Does your shutter count churn like Clark Griswald’s electric meter at Christmas?

Does your shutter count churn like Clark Griswald's electric meter at Christmas?

By: Kevin Allen Pepper

In a recent article I wrote I made reference to today’s ‘machine gun’ cameras… you’ve all heard them… You’re there taking photos and above all the other shutters, there is that one camera that thunders like a machine gun…

And, YES, I am guilty of this. I will admit it! On occasion, my shutter count clicks away like an electrical meter at Clark Griswald’s house at Christmas time.

I think I said on my last workshop in Mongolia that Henri Cartier-Bresson’s quote, “your first 10,000 photos are your worst” stops applying to me on day two of every wildlife workshop. 🙂

It actually became a teaching moment a few weeks ago in Mongolia… someone made a comment to me about the number of photos I take, and then assumed they should do the same without talking to me and wandered off to shoot a few eagle hunter sequences…

Later that day when we were going through their images in a critique the person that had put their camera on burst mode realized that it didn’t produce more keepers, but rather more images to throw in the trash… sure, a few keepers they were proud of… but the lesson learned would come later that night over dinner as we discussed three important elements to capturing the best image you can…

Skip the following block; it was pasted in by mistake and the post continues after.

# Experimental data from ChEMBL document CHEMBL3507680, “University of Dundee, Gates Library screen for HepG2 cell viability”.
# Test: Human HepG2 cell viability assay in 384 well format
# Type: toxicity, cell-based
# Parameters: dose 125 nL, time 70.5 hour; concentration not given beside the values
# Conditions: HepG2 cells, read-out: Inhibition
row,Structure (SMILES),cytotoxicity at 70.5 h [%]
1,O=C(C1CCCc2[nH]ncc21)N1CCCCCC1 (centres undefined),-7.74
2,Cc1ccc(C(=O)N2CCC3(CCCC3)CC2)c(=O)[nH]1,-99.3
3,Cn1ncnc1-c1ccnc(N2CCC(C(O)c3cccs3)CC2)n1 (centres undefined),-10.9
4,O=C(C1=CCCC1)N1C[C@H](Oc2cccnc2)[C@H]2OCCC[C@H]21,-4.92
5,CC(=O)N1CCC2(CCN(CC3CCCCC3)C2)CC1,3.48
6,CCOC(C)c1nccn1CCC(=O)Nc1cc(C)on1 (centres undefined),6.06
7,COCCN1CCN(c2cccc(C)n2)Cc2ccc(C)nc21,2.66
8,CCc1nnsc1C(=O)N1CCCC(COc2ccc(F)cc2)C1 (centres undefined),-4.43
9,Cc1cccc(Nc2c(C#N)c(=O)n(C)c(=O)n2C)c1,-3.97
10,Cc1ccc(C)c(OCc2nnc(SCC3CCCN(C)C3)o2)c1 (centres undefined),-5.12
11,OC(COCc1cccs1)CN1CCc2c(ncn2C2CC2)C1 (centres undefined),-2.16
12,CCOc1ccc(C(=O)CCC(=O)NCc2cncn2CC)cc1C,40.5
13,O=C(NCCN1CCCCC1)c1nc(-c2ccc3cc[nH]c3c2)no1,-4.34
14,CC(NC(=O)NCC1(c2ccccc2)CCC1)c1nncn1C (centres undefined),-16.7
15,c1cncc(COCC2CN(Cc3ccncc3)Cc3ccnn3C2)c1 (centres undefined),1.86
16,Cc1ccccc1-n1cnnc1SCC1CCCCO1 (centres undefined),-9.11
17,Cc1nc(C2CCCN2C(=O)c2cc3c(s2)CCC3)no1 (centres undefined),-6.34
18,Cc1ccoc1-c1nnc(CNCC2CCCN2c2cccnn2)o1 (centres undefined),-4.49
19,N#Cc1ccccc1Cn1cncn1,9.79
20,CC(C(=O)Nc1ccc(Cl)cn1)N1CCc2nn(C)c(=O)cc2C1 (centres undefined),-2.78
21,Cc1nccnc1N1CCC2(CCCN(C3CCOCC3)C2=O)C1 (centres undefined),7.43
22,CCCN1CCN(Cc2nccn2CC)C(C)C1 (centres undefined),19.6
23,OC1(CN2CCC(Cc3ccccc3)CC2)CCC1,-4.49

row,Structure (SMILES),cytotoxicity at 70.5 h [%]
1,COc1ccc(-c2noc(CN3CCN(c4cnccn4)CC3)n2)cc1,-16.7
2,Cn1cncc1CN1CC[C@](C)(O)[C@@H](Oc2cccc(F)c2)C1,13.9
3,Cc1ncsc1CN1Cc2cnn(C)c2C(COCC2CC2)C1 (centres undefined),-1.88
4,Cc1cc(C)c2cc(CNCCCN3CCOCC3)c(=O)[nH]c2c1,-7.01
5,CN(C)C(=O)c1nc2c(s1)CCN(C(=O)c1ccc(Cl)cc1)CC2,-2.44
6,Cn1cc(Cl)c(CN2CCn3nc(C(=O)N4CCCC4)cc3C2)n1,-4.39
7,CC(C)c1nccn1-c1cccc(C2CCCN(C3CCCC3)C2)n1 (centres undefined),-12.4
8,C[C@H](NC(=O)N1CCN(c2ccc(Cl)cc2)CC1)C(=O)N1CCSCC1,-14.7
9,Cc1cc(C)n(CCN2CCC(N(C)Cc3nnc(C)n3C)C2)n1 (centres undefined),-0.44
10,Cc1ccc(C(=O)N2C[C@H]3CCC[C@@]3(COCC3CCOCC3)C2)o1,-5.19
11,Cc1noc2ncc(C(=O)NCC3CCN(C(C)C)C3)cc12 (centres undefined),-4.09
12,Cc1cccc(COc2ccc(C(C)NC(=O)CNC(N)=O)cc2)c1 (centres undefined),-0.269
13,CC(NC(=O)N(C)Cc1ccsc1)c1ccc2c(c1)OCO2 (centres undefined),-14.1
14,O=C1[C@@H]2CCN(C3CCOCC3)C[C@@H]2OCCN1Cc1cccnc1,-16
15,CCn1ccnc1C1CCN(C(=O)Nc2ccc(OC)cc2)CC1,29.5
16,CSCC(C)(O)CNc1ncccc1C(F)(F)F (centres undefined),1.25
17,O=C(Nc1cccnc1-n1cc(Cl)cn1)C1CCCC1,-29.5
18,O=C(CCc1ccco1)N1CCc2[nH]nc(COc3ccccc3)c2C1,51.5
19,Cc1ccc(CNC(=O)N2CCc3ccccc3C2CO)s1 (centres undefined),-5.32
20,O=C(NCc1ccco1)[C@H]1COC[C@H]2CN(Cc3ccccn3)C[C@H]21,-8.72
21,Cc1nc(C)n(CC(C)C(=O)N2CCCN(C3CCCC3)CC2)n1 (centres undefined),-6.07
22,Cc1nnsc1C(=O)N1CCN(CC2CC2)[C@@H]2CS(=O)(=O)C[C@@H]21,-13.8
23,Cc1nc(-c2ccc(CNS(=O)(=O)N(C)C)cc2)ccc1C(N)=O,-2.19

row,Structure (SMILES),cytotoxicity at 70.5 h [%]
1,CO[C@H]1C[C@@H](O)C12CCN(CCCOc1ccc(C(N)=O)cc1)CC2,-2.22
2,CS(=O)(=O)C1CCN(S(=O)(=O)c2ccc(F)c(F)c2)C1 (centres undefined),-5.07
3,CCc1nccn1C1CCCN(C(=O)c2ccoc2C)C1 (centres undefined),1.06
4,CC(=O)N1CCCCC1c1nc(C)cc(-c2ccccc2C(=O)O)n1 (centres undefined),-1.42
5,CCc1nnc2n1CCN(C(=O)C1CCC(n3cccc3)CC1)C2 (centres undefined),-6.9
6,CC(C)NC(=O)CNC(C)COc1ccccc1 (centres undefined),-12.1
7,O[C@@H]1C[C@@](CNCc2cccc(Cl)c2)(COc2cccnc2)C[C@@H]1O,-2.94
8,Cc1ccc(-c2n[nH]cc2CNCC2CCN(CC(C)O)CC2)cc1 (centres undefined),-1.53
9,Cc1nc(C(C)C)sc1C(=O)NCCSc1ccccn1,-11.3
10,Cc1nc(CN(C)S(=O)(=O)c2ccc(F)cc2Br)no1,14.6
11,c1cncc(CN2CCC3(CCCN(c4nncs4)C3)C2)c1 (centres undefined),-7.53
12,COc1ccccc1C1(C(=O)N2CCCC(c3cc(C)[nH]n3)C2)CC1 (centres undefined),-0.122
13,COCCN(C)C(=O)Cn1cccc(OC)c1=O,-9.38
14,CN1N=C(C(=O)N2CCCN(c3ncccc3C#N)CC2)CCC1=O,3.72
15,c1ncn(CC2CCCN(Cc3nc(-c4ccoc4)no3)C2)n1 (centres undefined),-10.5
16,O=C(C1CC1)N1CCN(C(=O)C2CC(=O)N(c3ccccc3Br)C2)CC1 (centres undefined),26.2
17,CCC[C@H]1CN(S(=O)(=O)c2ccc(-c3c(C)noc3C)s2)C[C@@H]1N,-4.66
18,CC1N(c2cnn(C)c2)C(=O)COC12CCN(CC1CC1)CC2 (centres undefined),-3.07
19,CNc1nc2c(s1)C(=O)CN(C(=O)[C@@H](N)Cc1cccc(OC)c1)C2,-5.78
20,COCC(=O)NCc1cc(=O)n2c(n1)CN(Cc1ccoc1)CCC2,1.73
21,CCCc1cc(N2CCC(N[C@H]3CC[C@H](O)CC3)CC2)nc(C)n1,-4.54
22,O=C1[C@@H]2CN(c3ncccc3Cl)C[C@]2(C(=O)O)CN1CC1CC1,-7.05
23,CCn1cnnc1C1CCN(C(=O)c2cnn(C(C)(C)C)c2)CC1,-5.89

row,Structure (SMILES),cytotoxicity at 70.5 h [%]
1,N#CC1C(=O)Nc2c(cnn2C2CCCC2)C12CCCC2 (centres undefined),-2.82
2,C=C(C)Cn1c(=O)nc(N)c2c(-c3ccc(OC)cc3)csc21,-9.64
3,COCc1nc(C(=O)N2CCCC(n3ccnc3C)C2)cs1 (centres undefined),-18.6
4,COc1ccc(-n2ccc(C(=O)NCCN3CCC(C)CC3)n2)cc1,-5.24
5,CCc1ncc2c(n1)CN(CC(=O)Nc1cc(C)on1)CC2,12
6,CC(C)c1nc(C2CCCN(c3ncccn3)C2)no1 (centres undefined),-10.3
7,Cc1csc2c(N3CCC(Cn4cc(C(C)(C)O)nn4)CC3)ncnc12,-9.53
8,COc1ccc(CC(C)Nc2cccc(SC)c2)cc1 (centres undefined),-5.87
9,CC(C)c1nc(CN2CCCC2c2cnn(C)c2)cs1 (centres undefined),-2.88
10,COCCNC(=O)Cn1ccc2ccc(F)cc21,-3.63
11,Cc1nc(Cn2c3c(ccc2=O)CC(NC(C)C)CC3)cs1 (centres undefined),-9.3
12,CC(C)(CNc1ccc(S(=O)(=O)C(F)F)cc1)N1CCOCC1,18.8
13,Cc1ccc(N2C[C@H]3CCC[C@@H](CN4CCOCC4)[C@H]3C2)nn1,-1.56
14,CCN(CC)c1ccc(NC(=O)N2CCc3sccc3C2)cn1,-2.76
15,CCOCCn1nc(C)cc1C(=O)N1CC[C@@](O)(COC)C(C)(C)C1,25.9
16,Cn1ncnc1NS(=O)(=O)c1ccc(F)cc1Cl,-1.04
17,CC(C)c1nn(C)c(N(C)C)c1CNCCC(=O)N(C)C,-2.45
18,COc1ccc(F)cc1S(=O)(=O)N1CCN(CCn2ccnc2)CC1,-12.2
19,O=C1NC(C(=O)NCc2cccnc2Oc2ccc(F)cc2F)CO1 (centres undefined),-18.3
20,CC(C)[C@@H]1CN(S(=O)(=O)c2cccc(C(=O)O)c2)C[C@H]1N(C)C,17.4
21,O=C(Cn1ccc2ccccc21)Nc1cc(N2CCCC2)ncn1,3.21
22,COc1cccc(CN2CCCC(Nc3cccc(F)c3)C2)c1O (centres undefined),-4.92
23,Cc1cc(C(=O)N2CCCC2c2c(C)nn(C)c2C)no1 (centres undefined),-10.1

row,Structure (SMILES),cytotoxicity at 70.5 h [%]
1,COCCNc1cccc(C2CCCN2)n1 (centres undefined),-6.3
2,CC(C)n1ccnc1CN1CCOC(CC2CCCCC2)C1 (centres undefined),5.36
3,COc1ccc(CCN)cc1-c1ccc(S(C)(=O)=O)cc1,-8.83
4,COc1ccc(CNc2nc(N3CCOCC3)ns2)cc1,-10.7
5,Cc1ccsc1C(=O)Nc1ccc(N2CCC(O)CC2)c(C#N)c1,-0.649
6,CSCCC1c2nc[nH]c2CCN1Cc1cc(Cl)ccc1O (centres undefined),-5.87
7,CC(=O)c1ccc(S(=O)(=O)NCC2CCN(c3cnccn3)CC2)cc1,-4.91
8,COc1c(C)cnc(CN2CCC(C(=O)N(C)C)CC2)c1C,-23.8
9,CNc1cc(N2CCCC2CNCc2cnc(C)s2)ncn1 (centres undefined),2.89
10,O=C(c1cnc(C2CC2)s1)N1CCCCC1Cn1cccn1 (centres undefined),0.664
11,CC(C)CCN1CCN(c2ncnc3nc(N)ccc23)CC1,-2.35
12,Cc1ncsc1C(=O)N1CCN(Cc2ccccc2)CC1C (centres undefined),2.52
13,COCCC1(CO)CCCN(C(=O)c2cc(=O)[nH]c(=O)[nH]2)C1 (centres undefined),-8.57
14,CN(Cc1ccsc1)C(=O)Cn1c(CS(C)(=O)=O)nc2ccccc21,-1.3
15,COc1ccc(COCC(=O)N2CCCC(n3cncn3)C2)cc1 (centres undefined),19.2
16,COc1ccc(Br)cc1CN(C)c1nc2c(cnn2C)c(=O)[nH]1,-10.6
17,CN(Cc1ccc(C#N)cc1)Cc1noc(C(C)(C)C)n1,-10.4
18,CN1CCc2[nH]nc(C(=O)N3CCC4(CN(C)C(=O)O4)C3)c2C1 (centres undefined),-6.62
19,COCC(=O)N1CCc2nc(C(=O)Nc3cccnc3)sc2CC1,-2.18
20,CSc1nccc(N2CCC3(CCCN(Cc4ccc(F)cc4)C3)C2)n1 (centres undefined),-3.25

The topic of that conversation was three tips to creating impactful images:  “1. A solid technical understanding of how your camera operates, 2. understanding the subject matter you are photographing, and 3. creating a connection that tells a story”.

As the night unfolded the conversation was fantastic and people started showing examples of what they captured, and asked how to get photos they have seen in my portfolio… and here is an overview of that conversation…

1. Have a solid technical understanding of how your camera operates

Knowing what settings you need to achieve a desired result takes a good understanding of how different settings can achieve a preconceived image.

I knew what I wanted before this sequence started. The camels would be walking on the ridge of the sand dunes in front of the sun. I envisioned having the sun behind one of the camels like a ball of light with some minor rim lighting and the camels a complete silhouette.

In order to achieve this I had to expose for the sun and use a wide open aperture to eliminate most, if not all of the possibility of a starburst.

Waiting for what I envisioned to unfold may have caused me to miss it and be late, so I put the camera on burst mode and continual focus.

I took 20 photos of this sequence and walked away with the image I wanted.

This is why I can use what some refer to as my machine gun trigger. I use it to achieve a higher success rate of acceptable photos. I know how to control my camera settings in manual mode to achieve the desired look and I wasn’t worried if I took a few dozen photos because all I needed was “the one”.

F8, ISO1600, 1600th of a second, underexposed image by 2 stops, and then cleaned it up in Lightroom.

2. Understanding the subject matter you are photographing